Like most of Charlotte, the area between the North Carolina border and the small town of Tega Cay is growing rapidly. On a small road off Route 160, the greenhouses of Tega Hills Farm huddle amidst orange construction barrels and the onslaught of a new housing development across the street. Yet inside the white covering of those greenhouses, the chaos fades away.
Here Mindy Robinson shows off a few of the nine varieties of lettuce upon which she and husband Mark have built a reputation. Floating on foam core in a carefully controlled hydroponic bath of nutrients, their neat rectangles offer a macroscopic version of the colorful tulip fields of the Netherlands.
Over in the main greenhouse, twenty types microgreens mimic the illusion in miniature.
These tiny plants were the savior of the Robinsons’ farming dream. Both grew up surrounded by agriculture, Mark on a 70-acre farm in Ohio, Mindy next to her grandfather’s 35 acres in Tennessee. She recalls childhood summers at the public pool, being summoned by her mother from the water every hour to snap beans brought along from their large kitchen garden. “The other mothers did it too, though, so it wasn’t an unusual thing,” she laughs. “And there were years we would have gone hungry if not for that garden.”
There were some years the new owners of Tega Hills Farm might have gone hungry too, if not for some fortunate timing and lucky connections. When the Robinsons purchased the farm in 1999, with the idea to grow and sell hydroponic tomatoes, it didn’t take long for the shine to come off. The challenges mounted in growing and selling the ultimate summer crop year-round in a market leery of “greenhouse tomatoes.”
“We probably made most of the mistakes you could make,” admits Robinson, describing a steep learning curve in maximizing yield for a crop particularly susceptible to pests and disease. Though they had inherited some customers through the previous owners’ subscription program, their major outlet was through the Regional Farmers Market.
“As we were going to the farmers’ markets, it became apparent that people buy [lettuce] all the time,” she says. At the same time, her husband had begun experimenting with a simple method of hydroponic growing, and the writing was on the wall.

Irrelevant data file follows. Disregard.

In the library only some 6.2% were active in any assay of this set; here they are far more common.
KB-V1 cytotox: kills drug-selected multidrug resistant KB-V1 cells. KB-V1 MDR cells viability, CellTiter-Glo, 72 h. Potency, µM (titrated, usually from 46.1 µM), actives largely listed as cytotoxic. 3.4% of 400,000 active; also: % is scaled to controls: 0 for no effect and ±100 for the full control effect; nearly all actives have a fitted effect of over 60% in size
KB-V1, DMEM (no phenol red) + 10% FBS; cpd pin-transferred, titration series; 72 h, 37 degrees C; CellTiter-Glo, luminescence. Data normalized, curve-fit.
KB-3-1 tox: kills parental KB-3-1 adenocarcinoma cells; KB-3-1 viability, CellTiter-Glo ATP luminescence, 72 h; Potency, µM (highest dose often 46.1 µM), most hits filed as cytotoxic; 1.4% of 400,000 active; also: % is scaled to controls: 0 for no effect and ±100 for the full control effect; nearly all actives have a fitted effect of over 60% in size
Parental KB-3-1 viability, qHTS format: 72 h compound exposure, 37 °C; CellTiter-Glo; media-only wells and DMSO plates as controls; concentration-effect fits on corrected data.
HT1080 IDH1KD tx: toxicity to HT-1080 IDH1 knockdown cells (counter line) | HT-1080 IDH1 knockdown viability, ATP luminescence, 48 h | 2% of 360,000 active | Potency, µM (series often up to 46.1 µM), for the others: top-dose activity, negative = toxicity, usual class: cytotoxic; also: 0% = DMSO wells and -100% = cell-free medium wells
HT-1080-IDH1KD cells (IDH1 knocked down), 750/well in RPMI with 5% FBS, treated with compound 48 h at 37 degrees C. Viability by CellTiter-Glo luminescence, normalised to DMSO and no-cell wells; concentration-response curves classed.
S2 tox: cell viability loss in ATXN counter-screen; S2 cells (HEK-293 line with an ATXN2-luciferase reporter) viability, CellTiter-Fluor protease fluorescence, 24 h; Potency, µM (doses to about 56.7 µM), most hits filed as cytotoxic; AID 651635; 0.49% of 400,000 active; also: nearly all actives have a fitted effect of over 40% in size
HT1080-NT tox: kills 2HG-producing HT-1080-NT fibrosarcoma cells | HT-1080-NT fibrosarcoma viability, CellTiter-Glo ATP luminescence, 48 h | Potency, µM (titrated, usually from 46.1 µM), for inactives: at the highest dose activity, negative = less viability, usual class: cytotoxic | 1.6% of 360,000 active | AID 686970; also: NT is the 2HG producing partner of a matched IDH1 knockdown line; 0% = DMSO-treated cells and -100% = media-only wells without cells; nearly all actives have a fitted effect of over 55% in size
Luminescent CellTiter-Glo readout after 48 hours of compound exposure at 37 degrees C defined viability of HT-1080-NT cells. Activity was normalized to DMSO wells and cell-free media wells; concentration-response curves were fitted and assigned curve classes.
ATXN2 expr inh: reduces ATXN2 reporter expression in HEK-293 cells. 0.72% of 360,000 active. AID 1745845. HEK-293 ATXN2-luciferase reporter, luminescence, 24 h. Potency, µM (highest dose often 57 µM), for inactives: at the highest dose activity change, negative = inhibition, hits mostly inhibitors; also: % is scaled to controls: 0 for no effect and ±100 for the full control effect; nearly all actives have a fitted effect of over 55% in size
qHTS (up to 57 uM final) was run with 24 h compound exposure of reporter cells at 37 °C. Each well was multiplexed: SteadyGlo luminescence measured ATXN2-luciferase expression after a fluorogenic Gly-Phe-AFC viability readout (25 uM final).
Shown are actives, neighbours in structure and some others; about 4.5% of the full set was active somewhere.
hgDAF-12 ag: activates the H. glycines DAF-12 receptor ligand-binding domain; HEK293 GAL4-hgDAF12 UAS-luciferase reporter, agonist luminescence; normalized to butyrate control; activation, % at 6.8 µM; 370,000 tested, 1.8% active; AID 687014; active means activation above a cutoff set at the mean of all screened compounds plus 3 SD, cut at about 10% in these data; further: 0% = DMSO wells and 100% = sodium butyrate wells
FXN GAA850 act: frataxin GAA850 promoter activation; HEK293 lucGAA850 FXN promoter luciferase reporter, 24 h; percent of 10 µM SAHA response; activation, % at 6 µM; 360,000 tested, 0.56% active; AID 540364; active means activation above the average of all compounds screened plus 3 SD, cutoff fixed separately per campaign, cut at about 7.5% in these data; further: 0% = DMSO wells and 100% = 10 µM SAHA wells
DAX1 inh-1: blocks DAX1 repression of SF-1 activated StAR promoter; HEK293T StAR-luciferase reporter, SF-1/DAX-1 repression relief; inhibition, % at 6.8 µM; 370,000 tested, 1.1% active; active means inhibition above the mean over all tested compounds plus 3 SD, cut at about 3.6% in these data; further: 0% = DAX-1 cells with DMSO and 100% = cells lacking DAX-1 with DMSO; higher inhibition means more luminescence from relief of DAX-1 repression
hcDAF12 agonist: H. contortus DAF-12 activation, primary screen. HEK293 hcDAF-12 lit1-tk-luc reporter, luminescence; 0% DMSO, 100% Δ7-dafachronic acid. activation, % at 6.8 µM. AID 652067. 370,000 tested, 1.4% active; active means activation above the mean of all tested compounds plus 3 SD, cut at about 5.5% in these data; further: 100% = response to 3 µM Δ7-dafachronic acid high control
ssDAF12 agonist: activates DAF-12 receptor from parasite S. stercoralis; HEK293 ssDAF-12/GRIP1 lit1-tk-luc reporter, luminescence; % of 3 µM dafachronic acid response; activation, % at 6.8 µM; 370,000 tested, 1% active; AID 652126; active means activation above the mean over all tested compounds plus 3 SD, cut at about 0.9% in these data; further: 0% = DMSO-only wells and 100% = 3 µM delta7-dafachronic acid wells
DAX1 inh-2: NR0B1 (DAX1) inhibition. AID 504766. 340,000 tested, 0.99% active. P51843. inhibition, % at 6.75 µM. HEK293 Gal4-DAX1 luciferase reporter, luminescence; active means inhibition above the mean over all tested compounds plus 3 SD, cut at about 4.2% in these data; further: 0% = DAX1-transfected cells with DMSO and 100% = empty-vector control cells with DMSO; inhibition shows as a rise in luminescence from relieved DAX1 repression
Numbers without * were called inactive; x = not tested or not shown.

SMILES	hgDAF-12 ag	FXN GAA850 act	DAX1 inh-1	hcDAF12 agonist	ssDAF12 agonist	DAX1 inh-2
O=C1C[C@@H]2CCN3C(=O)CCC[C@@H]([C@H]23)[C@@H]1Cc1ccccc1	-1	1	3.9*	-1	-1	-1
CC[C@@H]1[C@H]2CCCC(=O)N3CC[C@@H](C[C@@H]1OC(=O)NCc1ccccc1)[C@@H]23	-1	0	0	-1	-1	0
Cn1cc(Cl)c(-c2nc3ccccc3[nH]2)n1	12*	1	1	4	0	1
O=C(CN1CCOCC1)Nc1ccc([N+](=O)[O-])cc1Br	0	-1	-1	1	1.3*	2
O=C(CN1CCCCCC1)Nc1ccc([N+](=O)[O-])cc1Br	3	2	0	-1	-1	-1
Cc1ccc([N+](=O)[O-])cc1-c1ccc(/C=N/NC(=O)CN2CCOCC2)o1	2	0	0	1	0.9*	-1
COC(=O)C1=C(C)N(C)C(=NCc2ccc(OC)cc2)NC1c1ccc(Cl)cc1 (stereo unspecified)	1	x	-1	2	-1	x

By 2002, the couple had transitioned to focus more on lettuce, and Robinson assumes it was the sight of all that greenery that pulled chef Ben Miles, then of Blue, to her booth. “This chef just showed up,” she recalls. “He asked for purple basil.” Turned out Miles was unhappy with the microgreens he’d been receiving from other sources and was looking for a local farm to supply him.
From that accidental meeting grew a second revenue stream, as Miles quickly recommended other chefs who might appreciate Tega Hills microgreens.
One of the first was PCG member Bruce Moffett, who still orders from the farm each week.
“Back then, the big thing was to get everything flown in to Charlotte. I was looking to use stuff that was produced locally,” he says. “The product is always consistent and it’s always beautiful.”
Back in her small kitchen whipping up a hearty lunch for her handful of employees, Robinson says, “Having a customer base with chefs turned us around.” As it happened, the couple’s timing was fortuitous, as fine dining in Charlotte was at the beginning of a renaissance. “All of those guys had started their restaurants within a year of when we approached them, so they were new and on the edge too.”
Though continuing at two farmers’ markets and a few retail locations, such as PCG member Rochelle Baxter’s Vin Master (formerly Queen City Pantry), the vast majority of Tega Hills’ deliveries today go to over 50 restaurants and caterers.
Even with a strong clientele built primarily through word of mouth, Robinson values membership in the Piedmont Culinary Guild. “I don’t know that I’ve necessarily sold more product because of being in the PCG,” she says, “But it’s good for me to see what’s on the chefs’ minds.”
The same holds true with her farming peers. “Farmers who live close to each other are buddies; they help each other out. I’m not [geographically] close enough to anybody for that,” she says. But through Facebook discussions, she says “It was neat to think that we had sort of an official way to communicate with each other or to address the same issues,” such as labor. Robinson has even extended the support, recently bringing in new member Jennifer Stalford of J&J Family Farms in Clover.
As she mixes up a cake for her employees’ dessert, it becomes clear that forging strong community relationships is a natural reflex for Robinson, one that should continue to work in her favor.
As Moffett says about Tega Hills products, “There have been times people have tried to get me to switch over to something else, and I feel like I have such a bond with them over the last 10 or 12 years. It would be very hard to walk away from that.”
Profile written by Alison Leininger